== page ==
What does the recommended intake of fibre look like?

Dietary fibre provides a whole host of benefits to our health and studies have shown it can prevent several diseases. In 2015, the government set new guidelines for the recommended intake of dietary fibre we should consume daily to 30g (previously 18g) for adults.


According to research, many people aren't consuming near this figure, so I wanted to show what 30g of fibre looks like in food forms. If you're only consuming three meals a day (breakfast, lunch and dinner), that means getting 10g of fibre per meal. 

Why is fibre important?

Dietary fibre (you may also know this as roughage, the old term for it) is only found in plant foods such as whole grains, nuts, fruit, beans, lentils and starchy carbohydrates. It refers to the substance from these plant foods that can't be wholly broken down by digestion.

Fibre can be split into two: 

  1. Soluble fibre: dissolves in water and feeds intestinal 'good' bacteria.
  2. Insoluble fibre: doesn't dissolve in water.

Soluble fibre is fermentable, meaning it can be used in a healthy way in the gut. It’s essential for health as it feeds intestinal 'good bacteria’, encouraging the growth of our gut flora, and so enabling the gut to function at an optimum pace. This affects our overall health, well-being and immunity.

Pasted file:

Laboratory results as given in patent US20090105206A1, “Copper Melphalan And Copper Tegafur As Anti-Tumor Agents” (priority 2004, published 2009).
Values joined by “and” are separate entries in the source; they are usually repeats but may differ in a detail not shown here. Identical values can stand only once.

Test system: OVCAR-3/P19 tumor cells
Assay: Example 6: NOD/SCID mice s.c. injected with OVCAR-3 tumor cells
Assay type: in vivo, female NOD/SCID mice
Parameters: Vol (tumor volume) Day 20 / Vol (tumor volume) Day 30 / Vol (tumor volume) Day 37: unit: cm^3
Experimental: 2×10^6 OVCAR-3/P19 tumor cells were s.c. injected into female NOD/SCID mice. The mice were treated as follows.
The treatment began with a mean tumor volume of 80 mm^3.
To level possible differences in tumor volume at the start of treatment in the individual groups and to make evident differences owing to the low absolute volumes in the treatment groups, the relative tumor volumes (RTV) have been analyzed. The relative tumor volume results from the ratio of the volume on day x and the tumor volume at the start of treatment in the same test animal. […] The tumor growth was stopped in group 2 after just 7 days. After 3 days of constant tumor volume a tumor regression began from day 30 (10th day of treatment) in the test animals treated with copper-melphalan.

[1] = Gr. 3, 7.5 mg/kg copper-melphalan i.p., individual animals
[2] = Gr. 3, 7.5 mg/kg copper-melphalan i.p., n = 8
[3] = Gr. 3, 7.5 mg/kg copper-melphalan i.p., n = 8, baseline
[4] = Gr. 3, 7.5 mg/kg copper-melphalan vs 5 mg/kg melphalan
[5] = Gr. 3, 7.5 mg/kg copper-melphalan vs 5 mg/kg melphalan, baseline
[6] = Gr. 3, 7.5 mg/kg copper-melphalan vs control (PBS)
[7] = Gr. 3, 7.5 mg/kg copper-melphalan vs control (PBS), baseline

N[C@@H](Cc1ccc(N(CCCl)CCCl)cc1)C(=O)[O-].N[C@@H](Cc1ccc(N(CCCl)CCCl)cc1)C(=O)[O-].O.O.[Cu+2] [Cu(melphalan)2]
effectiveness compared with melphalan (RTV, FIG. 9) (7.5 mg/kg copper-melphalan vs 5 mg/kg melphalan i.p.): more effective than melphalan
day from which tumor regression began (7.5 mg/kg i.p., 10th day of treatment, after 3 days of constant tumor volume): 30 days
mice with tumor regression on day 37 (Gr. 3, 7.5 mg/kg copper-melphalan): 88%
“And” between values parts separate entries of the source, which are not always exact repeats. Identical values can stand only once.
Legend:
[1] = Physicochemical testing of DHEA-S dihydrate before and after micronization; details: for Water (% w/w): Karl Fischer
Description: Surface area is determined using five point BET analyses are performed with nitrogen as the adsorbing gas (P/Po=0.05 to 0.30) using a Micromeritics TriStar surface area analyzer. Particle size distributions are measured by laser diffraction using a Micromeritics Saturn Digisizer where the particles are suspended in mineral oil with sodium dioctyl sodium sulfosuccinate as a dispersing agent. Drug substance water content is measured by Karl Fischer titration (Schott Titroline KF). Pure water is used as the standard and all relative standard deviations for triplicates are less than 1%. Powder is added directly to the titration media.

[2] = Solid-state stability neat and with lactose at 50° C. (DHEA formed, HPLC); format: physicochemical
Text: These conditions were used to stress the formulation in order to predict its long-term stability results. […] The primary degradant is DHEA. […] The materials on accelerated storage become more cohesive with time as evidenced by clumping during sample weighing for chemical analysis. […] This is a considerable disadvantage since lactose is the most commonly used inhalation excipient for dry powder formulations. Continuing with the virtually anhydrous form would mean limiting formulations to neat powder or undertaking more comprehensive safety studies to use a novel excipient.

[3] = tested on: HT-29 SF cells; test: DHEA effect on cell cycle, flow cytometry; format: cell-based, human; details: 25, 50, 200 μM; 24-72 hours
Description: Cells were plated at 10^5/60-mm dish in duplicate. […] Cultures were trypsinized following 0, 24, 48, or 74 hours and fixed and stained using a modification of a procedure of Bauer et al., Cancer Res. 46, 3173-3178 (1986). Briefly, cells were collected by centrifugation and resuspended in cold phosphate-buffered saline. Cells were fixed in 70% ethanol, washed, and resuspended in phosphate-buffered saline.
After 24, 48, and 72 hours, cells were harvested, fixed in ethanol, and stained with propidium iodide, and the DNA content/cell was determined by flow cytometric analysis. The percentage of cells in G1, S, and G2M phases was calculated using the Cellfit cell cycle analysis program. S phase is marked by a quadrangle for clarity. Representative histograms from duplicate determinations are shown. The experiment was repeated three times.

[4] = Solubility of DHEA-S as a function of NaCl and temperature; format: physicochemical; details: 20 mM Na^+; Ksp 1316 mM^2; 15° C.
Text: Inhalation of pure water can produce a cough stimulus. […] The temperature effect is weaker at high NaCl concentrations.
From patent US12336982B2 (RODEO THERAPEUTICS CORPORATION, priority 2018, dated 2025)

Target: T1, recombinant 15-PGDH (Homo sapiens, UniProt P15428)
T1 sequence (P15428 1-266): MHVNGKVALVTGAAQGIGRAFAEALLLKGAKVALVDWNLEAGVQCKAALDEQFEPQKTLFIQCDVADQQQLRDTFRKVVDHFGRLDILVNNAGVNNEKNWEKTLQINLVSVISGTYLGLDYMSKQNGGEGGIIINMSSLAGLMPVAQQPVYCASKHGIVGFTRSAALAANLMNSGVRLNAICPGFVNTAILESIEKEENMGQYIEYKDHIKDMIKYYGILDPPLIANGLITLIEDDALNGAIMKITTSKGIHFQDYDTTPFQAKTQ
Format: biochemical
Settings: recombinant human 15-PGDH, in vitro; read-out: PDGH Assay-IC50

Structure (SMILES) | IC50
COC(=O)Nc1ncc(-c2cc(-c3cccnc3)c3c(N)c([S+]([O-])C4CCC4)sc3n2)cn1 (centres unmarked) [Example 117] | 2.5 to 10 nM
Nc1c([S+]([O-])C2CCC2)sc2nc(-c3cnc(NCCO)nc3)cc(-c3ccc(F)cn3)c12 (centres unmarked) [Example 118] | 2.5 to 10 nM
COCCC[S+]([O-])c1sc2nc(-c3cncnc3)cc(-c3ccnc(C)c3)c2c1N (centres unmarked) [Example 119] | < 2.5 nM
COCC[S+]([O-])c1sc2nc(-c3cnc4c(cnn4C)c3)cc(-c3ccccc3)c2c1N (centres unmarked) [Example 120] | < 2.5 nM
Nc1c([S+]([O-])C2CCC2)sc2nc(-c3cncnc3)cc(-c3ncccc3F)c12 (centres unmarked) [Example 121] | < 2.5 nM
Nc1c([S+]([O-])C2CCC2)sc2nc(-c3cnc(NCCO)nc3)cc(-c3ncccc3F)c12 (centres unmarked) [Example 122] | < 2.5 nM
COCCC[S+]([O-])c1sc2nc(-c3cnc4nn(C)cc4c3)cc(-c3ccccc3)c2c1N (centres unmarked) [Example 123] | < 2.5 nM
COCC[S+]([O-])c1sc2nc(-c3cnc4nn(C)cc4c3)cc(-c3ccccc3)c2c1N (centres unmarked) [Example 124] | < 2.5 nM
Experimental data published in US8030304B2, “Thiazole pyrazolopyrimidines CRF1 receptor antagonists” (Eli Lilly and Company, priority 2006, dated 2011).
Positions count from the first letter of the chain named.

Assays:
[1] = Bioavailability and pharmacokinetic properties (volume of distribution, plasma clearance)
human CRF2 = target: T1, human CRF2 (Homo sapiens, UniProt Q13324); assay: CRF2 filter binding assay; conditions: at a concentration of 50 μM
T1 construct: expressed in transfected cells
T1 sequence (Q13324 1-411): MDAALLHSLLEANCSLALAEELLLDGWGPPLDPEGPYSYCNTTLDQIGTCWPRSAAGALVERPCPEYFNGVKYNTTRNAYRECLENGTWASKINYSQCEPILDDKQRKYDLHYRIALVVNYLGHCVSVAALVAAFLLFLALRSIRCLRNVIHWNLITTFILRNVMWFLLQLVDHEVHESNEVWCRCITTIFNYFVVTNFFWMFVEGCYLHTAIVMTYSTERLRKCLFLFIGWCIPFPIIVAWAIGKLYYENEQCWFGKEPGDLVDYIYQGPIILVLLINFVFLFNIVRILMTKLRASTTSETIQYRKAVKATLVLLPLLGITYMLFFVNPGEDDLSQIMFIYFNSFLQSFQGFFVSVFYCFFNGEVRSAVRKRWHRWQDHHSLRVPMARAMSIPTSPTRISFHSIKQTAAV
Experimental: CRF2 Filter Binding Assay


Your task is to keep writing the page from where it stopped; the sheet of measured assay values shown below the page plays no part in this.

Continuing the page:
Insoluble fibre is a carbohydrate that can’t be digested, and as such adds bulk to our stools, helping them to become formed and solid, and pass more easily.

Carbohydrates, protein and fat are often absorbed into the bloodstream before it has travelled to the large intestine, which means there is little food left for the gut. However, fibre can reach the gut almost unchanged, as human cells don't possess adequate enzymes to digest the fibre. The large intestine does and uses the fibre as prebiotics (food for the good bacteria.)

Dietary fibre is mainly thought about in terms of digestive health but has many other benefits too including:

  • Keeps you feeling fuller for longer.
  • Prevents constipation.
  • Helps to prevent diseases such as stroke, bowel cancer and type 2 diabetes.
  • Helps to maintain a healthy cholesterol level.

What does fibre look like on your plate?

Here are a couple of ideas to ensure 10g of fibre per meal is easily achievable:


  • 1/2 cup of porridge oats (2g).
  • With a medium chopped pear (5.5g).
  • Add a spoonful of chia seeds (5.5g) OR 2 tablespoons of flaxseeds (3.8g).

Total of 11.3-13g fibre


  • A cup of bran flakes (7g).
  • With 1/2 cup of raspberries (4g).

Total of 11g fibre


  • 2 slices of wholemeal toast (4g).
  • With an avocado (6.7g).

Total of 10.7g fibre


  • 1 large baked potato (8g).
  • With 100g baked beans (6g).

Total of 14g fibre


  • 1/2 cup brown rice (1.75g).
  • With a cup of broccoli (5.1g).
  • Add 1/2 cup peas (4.4g).
  • And a portion of meat.

Total of 11.25g fibre


  • Lentil stew:
  • 1 cup lentils (15g).
  • 1 onion (1.2g) 1 carrot (1.7g).
  • 1 leek (1.6g).
  • 100g chopped tomatoes (1.9g).
  • with herbs and spices and a stock cube.

Total of 21.4g fibre

The views expressed in this article are those of the author. All articles published on Nutritionist Resource are reviewed by our editorial team.

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London, SW10 9UU
Written by Rebecca Jennings, MSc ANutr
London, SW10 9UU

Any questions or advice, feel free to email me: lovetoeatnutrition@gmail.com

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